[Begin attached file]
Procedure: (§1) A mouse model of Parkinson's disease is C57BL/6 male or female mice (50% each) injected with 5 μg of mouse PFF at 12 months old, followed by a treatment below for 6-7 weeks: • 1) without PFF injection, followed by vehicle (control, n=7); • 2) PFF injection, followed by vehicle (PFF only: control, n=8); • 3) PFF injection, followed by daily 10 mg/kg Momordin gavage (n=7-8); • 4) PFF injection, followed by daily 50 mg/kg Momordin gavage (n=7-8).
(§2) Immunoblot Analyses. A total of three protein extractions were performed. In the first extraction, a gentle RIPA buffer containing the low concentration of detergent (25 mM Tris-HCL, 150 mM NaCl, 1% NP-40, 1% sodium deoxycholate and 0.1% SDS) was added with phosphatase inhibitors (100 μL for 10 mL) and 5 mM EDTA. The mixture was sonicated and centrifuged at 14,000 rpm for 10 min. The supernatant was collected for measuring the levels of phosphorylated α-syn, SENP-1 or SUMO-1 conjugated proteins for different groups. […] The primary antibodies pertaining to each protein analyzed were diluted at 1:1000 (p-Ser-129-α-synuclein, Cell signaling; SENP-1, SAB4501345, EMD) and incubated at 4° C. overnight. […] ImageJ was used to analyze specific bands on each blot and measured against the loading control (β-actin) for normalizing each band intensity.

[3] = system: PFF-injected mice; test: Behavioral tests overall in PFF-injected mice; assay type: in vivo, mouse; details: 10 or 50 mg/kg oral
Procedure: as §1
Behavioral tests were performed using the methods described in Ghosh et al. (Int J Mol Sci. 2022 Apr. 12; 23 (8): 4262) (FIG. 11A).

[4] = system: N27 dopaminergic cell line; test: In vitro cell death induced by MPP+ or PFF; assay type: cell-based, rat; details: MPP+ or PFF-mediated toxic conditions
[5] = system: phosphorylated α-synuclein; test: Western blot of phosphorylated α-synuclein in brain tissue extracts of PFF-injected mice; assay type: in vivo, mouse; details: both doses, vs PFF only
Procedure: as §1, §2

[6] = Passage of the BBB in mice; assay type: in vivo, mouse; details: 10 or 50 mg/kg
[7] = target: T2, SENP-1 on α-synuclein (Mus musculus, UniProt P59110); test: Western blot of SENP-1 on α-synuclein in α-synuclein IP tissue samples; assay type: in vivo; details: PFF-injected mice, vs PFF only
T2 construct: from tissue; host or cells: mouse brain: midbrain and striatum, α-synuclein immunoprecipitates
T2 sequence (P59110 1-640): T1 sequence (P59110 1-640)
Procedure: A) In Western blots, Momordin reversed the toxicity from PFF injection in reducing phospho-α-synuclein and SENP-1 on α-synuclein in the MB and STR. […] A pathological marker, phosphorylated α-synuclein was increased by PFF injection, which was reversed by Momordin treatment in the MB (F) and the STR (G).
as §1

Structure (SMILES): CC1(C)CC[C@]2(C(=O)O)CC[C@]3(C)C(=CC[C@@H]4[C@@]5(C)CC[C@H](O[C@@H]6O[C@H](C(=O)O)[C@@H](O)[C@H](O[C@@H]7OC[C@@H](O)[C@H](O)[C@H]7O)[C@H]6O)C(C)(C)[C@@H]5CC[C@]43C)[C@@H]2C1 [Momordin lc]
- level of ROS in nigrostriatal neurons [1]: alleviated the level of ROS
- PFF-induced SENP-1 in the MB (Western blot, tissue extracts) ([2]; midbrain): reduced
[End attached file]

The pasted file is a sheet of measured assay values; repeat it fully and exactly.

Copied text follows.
Procedure: (§1) A mouse model of Parkinson's disease is C57BL/6 male or female mice (50% each) injected with 5 μg of mouse PFF at 12 months old, followed by a treatment below for 6-7 weeks: • 1) without PFF injection, followed by vehicle (control, n=7); • 2) PFF injection, followed by vehicle (PFF only: control, n=8); • 3) PFF injection, followed by daily 10 mg/kg Momordin gavage (n=7-8); • 4) PFF injection, followed by daily 50 mg/kg Momordin gavage (n=7-8).
(§2) Immunoblot Analyses. A total of three protein extractions were performed. In the first extraction, a gentle RIPA buffer containing the low concentration of detergent (25 mM Tris-HCL, 150 mM NaCl, 1% NP-40, 1% sodium deoxycholate and 0.1% SDS) was added with phosphatase inhibitors (100 μL for 10 mL) and 5 mM EDTA. The mixture was sonicated and centrifuged at 14,000 rpm for 10 min. The supernatant was collected for measuring the levels of phosphorylated α-syn, SENP-1 or SUMO-1 conjugated proteins for different groups. […] The primary antibodies pertaining to each protein analyzed were diluted at 1:1000 (p-Ser-129-α-synuclein, Cell signaling; SENP-1, SAB4501345, EMD) and incubated at 4° C. overnight. […] ImageJ was used to analyze specific bands on each blot and measured against the loading control (β-actin) for normalizing each band intensity.

[3] = system: PFF-injected mice; test: Behavioral tests overall in PFF-injected mice; assay type: in vivo, mouse; details: 10 or 50 mg/kg oral
Procedure: as §1
Behavioral tests were performed using the methods described in Ghosh et al. (Int J Mol Sci. 2022 Apr. 12; 23 (8): 4262) (FIG. 11A).

[4] = system: N27 dopaminergic cell line; test: In vitro cell death induced by MPP+ or PFF; assay type: cell-based, rat; details: MPP+ or PFF-mediated toxic conditions
[5] = system: phosphorylated α-synuclein; test: Western blot of phosphorylated α-synuclein in brain tissue extracts of PFF-injected mice; assay type: in vivo, mouse; details: both doses, vs PFF only
Procedure: as §1, §2

[6] = Passage of the BBB in mice; assay type: in vivo, mouse; details: 10 or 50 mg/kg
[7] = target: T2, SENP-1 on α-synuclein (Mus musculus, UniProt P59110); test: Western blot of SENP-1 on α-synuclein in α-synuclein IP tissue samples; assay type: in vivo; details: PFF-injected mice, vs PFF only
T2 construct: from tissue; host or cells: mouse brain: midbrain and striatum, α-synuclein immunoprecipitates
T2 sequence (P59110 1-640): T1 sequence (P59110 1-640)
Procedure: A) In Western blots, Momordin reversed the toxicity from PFF injection in reducing phospho-α-synuclein and SENP-1 on α-synuclein in the MB and STR. […] A pathological marker, phosphorylated α-synuclein was increased by PFF injection, which was reversed by Momordin treatment in the MB (F) and the STR (G).
as §1

Structure (SMILES): CC1(C)CC[C@]2(C(=O)O)CC[C@]3(C)C(=CC[C@@H]4[C@@]5(C)CC[C@H](O[C@@H]6O[C@H](C(=O)O)[C@@H](O)[C@H](O[C@@H]7OC[C@@H](O)[C@H](O)[C@H]7O)[C@H]6O)C(C)(C)[C@@H]5CC[C@]43C)[C@@H]2C1 [Momordin lc]
- level of ROS in nigrostriatal neurons [1]: alleviated the level of ROS
- PFF-induced SENP-1 in the MB (Western blot, tissue extracts) ([2]; midbrain): reduced